Generally, the denial of withdrawal of a guilty plea will not be reversed on appeal when the record shows the defendant was informed of his [49,873 La.App. 2 Cir. 5] rights and the consequences of the plea and that the plea was entered voluntarily. State v. Stewart, 47,679 (La.App.2d Cir. 01/16/13), 109 So.3d 915, writ denied, 13-0303 (La. 09/20/13), 123 So.3d 163. When ruling on a motion to withdraw a guilty plea, the district court should look beyond the Boykinizatio n and consider all relevant factors, such as the breach of a plea bargain, inducement, misleading advice of counsel, strength of the evidence of actual guilt, or the like. Id. ; State v. Burnett, 33,739 (La.App.2d Cir. 10/04/00), 768 So.2d 783, writ denied, 00-3079 (La. 11/02/01), 800 So.2d 864. A defendant's change of heart does not usually render a guilty plea involuntary. Id.

Page 753

After reviewing the record, we do not find that the trial court abused its discretion in denying defendant's motion to withdraw his guilty plea. The transcript of the guilty plea hearing indicates that the trial court informed defendant of his constitutional rights, and that defendant stated he understood and wanted to waive his rights. Defendant further stated that no promises or threats were made to force him to enter the plea and that he was entering the plea freely and voluntarily. Defendant admitted to the facts of the crimes as recited by the state. The trial court informed defendant of the applicable sentencing ranges (5 to 20 years for aggravated incest, zero to seven years for indecent behavior with a juvenile, and 5 to 20 years for pornography involving juveniles[5]), and that the sentence was up to the court. [49,873 La.App. 2 Cir. 6] Defendant indicated that he had discussed these matters with his attorney and was pleading guilty because he was guilty.

Moreover, at the hearing on the motion to withdraw his guilty plea, defendant stated the following:

Because I was looking at . . . basically facing a life in prison sentence. And for someone who has never been in trouble other than traffic tickets in his life I just couldn't justify that so I accepted that offer thinking well maybe there's a possibility [I'll] get out. Knowing [the trial judge's] history and I'm not trying to be rude or anything but knowing your history with [sentences] you tend to give the maximum or very close to a maximum on a regular basis. So I feel that I'm -- I'm pretty certain that if I let it go the way it stood that I would wound [ sic ] up getting close to thirty years. And I just -- I want -- I want to take back the guilty plea . . . .

Clearly, defendant had a change of heart and, as such, the trial court did not abuse its discretion in denying his motion to withdraw his guilty plea.

Excessiveness

The defense argues that if it is found that the withdrawal of defendant's guilty pleas is not warranted, his sentences should be vacated because they are excessive and not particularized to defendant or his crimes. Defendant claims that he is a well-respected, hard-working, first felony offender who attempted to do the right thing by cooperating with law enforcement officials during their investigation. Further, the defense argues that the trial court failed to provide any justification for ordering that the 15-year sentences for aggravated incest and pornography involving juveniles be served consecutively.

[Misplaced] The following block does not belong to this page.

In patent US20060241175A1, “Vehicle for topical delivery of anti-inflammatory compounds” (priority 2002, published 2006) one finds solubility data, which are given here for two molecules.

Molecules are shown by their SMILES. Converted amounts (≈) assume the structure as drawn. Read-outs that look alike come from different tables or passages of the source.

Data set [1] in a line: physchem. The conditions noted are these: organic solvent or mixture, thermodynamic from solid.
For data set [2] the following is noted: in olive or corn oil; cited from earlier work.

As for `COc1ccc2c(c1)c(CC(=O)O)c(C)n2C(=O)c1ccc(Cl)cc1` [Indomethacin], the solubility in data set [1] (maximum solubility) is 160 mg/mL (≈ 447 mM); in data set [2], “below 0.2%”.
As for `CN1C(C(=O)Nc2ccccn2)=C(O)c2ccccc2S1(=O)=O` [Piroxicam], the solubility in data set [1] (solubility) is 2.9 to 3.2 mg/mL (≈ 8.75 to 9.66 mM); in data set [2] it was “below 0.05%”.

[49,873 La.App. 2 Cir. 7] Ordinarily, a defendant cannot appeal or seek review of a sentence imposed in conformity with a plea agreement which was set forth in the record at the time of the plea. La. C. Cr. P. art. 881.2. This rule is applicable to sentences imposed under an agreed sentencing cap as well as sentences for an agreed-upon term of years. State v. Young, 96-0195 (La. 10/15/96), 680 So.2d 1171; State v. Burford, 39,801 (La.App.2d Cir. 06/29/05),

Page 754

907 So.2d 873. However, following the imposition of the sentences, the trial court stated, " That will be a thirty year hard labor sentence. You have thirty days to appeal this sentence." Defendant responded, " I wish to appeal this. Sir." Thus, under these circumstances we will not apply the procedural bar.

In reviewing a sentence for excessiveness, the record must show that the trial court took cognizance of the criteria set forth in La. C. Cr. P. art. 894.1. The trial judge is not required to list every aggravating or mitigating circumstance so long as the record reflects that he adequately considered the guidelines of the article. State v. Smith, 433 So.2d 688 (La. 1983). Here, prior to sentencing defendant, the trial court considered the facts of this case, the information in the pre-sentence investigation report, and the sentencing guidelines set forth in La. C. Cr. P. art. 894.1. The court noted that defendant was a first felony offender, has a solid work history, and is married with two stepchildren. On the aggravating side, the court took cognizance of the fact that defendant, for his own sexual gratification, victimized two minors, one being his stepdaughter, and possessed pornography involving juveniles as young as three years of age engaged in sex acts.

[49,873 La.App. 2 Cir. 8] Further, a sentence violates La. Const. Art. I, § 20 if it is grossly out of proportion to the seriousness of the offense or nothing more than a purposeless and needless infliction of pain and suffering. State v. Dorthey, 623 So.2d 1276 (La. 1993). A sentence is considered grossly disproportionate if, when the crime and punishment are viewed in light of the harm done to society, it shocks the sense of justice. State v. Weaver, 01-0467 (La. 01/15/02), 805 So.2d 166. The trial court has wide discretion in the imposition of sentences within the statutory limits, and the sentence imposed will not be set aside as excessive absent a manifest abuse of that discretion. State v. Williams, 03-3514 (La. 12/13/04), 893 So.2d 7.

Considering the underlying facts of this case, and that defendant obtained a substantial benefit from his plea bargain which reduced his sentencing exposure on the aggravated incest charge from a maximum of 99 years to 20 years, we do not find that these sentences imposed by the trial court, which total 30 years, shock the sense of justice, or that they are disproportionate to the severity of the offenses committed.

When two or more convictions arise from the same act or transaction, or constitute parts of a common scheme or plan, the terms of imprisonment shall be served concurrently unless the court expressly directs that some or all be served consecutively. La. C. Cr. P. art. 883. Concurrent sentences arising out of a single course of conduct are not mandatory. State v. Derry, 516 So.2d 1284 (La.App.2d Cir. 1987), writ denied, 521 So.2d 1168 (La. 1988). It is within the court's discretion to make sentences consecutive rather than concurrent. State v. Johnson, 42,323 (La.App.2d Cir. 08/15/07), 962 So.2d 1126. Although the court did not specifically provide [49,873 La.App. 2 Cir. 9] reasons for ordering that the sentences be served consecutively, we do not find that the trial court abused its discretion in doing so, as the record adequately supports the imposition of consecutive sentences in this case.

Conclusion

For the foregoing reasons, defendant's convictions and sentences are affirmed.